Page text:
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AT&T confirms payment to Trump's personal lawyer for 'insight'

A lawyer for Stormy Daniels revealed the 'suspicious' $200,000 transfer.
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Adult film actress Stephanie Clifford, also known as Stormy Daniels, speaks to media along with lawyer Michael Avenatti (R) outside federal court in the Manhattan borough of New York City, New York, U.S., April 16, 2018. Brendan McDermid / Reuters

The story of a $130,000 payment from President Donald Trump's personal lawyer Michael Cohen to Stephanie Clifford, professionally known as the adult film actress Stormy Daniels, took another turn tonight and it involves AT&T. Daniels' lawyer Michael Avenatti tweeted earlier claiming the President and Cohen "have a lot of explaining to do," linking to a document detailing "suspicious financial transactions" involving the Essential Consultants LLC that Cohen formed in 2016 (PDF) to pay Daniels.

Payments to Essential Consultants LLC

In a statement given to CNBC, AT&T confirmed the $200,000 payment reported by Avenatti, saying Cohen's firm was one of several engaged for "insights" into the new administration. In court, Cohen has said he represented only Trump, Elliott Broidy and Sean Hannity. Former New York City mayor and current Trump lawyer Rudolph Giuliani went on Fox News last week to say that Trump reimbursed Cohen for the payment, but the payments revealed by Avenatti suggest funding could have come from a number of other sources, including AT&T. Whatever they were for, they came at the same time the company has been seeking approval for its merger with Time Warner.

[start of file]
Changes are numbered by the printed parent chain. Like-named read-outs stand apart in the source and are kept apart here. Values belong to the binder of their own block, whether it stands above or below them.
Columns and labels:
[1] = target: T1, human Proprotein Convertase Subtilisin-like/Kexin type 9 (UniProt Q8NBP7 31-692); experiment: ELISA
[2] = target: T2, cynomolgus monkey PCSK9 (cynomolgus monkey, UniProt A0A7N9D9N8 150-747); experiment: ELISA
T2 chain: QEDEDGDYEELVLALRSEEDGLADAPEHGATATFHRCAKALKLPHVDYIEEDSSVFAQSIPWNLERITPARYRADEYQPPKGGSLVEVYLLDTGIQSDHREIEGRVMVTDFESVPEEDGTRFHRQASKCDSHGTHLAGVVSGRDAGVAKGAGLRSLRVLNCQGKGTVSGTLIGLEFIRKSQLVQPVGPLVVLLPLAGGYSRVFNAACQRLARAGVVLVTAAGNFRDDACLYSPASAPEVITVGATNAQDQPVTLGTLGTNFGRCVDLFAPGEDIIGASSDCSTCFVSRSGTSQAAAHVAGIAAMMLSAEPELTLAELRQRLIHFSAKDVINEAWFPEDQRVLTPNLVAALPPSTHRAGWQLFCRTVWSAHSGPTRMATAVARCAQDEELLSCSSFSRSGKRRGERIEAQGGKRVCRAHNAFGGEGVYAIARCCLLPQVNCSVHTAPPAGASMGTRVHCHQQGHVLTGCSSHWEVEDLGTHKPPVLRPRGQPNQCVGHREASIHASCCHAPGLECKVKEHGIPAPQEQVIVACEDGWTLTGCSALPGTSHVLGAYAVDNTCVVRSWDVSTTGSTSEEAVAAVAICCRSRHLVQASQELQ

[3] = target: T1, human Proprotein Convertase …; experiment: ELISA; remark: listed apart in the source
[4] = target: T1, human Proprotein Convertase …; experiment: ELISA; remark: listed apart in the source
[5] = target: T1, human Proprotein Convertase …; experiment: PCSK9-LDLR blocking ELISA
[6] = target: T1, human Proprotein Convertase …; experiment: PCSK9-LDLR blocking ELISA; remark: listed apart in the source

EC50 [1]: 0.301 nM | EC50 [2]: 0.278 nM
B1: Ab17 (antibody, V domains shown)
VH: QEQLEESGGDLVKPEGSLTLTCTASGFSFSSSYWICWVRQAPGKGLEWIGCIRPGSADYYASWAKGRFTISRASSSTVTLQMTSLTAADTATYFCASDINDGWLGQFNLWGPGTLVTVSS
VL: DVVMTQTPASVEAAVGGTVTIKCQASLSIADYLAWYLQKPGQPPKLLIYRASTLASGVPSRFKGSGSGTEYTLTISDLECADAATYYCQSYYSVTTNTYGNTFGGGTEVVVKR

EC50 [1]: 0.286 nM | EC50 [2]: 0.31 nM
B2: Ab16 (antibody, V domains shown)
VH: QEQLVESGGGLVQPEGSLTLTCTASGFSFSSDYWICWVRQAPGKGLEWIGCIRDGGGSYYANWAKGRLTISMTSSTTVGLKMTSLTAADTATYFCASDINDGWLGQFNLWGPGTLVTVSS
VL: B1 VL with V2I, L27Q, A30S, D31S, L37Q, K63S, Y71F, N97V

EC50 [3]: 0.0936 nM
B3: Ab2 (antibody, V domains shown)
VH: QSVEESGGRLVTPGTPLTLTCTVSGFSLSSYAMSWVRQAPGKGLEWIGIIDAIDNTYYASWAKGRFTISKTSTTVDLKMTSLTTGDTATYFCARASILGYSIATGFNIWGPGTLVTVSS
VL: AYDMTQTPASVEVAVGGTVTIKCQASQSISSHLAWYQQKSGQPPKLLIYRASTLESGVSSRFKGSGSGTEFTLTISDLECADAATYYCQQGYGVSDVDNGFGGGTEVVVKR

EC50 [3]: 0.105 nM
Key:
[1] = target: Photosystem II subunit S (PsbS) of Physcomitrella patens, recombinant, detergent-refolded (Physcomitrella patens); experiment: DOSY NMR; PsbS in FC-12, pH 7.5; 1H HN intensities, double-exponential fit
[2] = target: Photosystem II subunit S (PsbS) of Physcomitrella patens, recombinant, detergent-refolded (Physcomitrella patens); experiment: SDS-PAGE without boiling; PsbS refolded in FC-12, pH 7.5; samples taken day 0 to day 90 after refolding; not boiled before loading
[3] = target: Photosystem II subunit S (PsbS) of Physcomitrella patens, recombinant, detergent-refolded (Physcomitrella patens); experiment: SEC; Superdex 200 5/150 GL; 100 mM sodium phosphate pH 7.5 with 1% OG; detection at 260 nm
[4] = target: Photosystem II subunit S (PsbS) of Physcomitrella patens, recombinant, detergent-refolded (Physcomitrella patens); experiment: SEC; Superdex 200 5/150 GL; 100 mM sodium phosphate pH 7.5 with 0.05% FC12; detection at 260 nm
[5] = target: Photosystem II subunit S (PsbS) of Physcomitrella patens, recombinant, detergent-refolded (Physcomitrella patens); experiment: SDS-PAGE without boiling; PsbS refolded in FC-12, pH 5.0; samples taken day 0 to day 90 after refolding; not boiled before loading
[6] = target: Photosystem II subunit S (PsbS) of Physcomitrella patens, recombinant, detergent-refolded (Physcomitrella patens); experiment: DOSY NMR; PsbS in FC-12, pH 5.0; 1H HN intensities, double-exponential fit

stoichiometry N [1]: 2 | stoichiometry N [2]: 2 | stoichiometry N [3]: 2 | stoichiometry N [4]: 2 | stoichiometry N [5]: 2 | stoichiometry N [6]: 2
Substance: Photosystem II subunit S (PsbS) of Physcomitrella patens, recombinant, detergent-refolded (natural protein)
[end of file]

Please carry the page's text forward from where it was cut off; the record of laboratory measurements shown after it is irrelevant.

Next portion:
Cohen, the US Attorney in Manhattan and the White House have yet to comment on the transfer. As far as what this could mean for any of the parties involved, or AT&T's still-pending transaction, we will just have to wait and see.

Update (5/9): Reuters reports via a source that the $50,000 payments by AT&T were part of an annual contract that could have totaled as much as $600,000. AT&T's statement confirmed it paid Essential Consulting, but did not specify how much. The documents released by Avenatti also showed payments by a drug company, Novartis, which has issued a statement saying that it paid Cohen $1.2 million for advice on Obamacare, however, it also said he was unable to provide the advice.

The payments by AT&T in "early 2017" came at the same time the FCC decided to roll back net neutrality protections, which has attracted the notice of Democratic Senators Richard Blumenthal and Ed Markey, who called for an investigation by the Judiciary Committee.

AT&T:

Essential Consulting was one of several firms we engaged in early 2017 to provide insights into understanding the new administration. They did no legal or lobbying work for us, and the contract ended in December 2017

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